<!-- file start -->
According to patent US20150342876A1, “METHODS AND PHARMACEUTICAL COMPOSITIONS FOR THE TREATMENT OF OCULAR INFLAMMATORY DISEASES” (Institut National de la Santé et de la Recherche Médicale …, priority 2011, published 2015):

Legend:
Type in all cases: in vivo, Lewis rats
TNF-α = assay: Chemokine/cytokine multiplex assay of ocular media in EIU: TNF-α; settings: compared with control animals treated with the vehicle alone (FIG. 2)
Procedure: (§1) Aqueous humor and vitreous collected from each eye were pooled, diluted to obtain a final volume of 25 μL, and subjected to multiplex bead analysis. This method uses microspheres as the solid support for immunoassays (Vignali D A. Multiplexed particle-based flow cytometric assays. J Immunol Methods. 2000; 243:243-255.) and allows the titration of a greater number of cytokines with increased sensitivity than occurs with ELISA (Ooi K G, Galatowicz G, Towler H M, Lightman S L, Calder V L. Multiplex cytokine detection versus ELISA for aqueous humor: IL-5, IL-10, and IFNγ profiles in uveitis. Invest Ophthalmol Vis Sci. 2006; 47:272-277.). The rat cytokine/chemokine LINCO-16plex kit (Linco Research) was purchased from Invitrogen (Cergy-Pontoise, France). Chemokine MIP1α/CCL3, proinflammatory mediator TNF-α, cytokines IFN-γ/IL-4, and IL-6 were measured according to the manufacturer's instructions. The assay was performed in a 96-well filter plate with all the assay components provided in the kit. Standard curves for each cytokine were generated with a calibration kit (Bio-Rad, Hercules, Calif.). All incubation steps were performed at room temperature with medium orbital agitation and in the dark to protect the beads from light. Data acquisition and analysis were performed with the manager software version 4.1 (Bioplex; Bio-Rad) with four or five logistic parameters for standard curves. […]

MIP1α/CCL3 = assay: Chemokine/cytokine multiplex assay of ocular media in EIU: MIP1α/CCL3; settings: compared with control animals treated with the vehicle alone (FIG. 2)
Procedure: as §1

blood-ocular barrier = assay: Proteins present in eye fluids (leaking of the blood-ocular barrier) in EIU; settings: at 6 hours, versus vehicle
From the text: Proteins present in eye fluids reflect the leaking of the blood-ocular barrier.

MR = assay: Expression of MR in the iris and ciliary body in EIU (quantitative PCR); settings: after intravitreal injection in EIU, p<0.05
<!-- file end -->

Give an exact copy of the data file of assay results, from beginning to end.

According to patent US20150342876A1, “METHODS AND PHARMACEUTICAL COMPOSITIONS FOR THE TREATMENT OF OCULAR INFLAMMATORY DISEASES” (Institut National de la Santé et de la Recherche Médicale …, priority 2011, published 2015):

Legend:
Type in all cases: in vivo, Lewis rats
TNF-α = assay: Chemokine/cytokine multiplex assay of ocular media in EIU: TNF-α; settings: compared with control animals treated with the vehicle alone (FIG. 2)
Procedure: (§1) Aqueous humor and vitreous collected from each eye were pooled, diluted to obtain a final volume of 25 μL, and subjected to multiplex bead analysis. This method uses microspheres as the solid support for immunoassays (Vignali D A. Multiplexed particle-based flow cytometric assays. J Immunol Methods. 2000; 243:243-255.) and allows the titration of a greater number of cytokines with increased sensitivity than occurs with ELISA (Ooi K G, Galatowicz G, Towler H M, Lightman S L, Calder V L. Multiplex cytokine detection versus ELISA for aqueous humor: IL-5, IL-10, and IFNγ profiles in uveitis. Invest Ophthalmol Vis Sci. 2006; 47:272-277.). The rat cytokine/chemokine LINCO-16plex kit (Linco Research) was purchased from Invitrogen (Cergy-Pontoise, France). Chemokine MIP1α/CCL3, proinflammatory mediator TNF-α, cytokines IFN-γ/IL-4, and IL-6 were measured according to the manufacturer's instructions. The assay was performed in a 96-well filter plate with all the assay components provided in the kit. Standard curves for each cytokine were generated with a calibration kit (Bio-Rad, Hercules, Calif.). All incubation steps were performed at room temperature with medium orbital agitation and in the dark to protect the beads from light. Data acquisition and analysis were performed with the manager software version 4.1 (Bioplex; Bio-Rad) with four or five logistic parameters for standard curves. […]

MIP1α/CCL3 = assay: Chemokine/cytokine multiplex assay of ocular media in EIU: MIP1α/CCL3; settings: compared with control animals treated with the vehicle alone (FIG. 2)
Procedure: as §1

blood-ocular barrier = assay: Proteins present in eye fluids (leaking of the blood-ocular barrier) in EIU; settings: at 6 hours, versus vehicle
From the text: Proteins present in eye fluids reflect the leaking of the blood-ocular barrier.

MR = assay: Expression of MR in the iris and ciliary body in EIU (quantitative PCR); settings: after intravitreal injection in EIU, p<0.05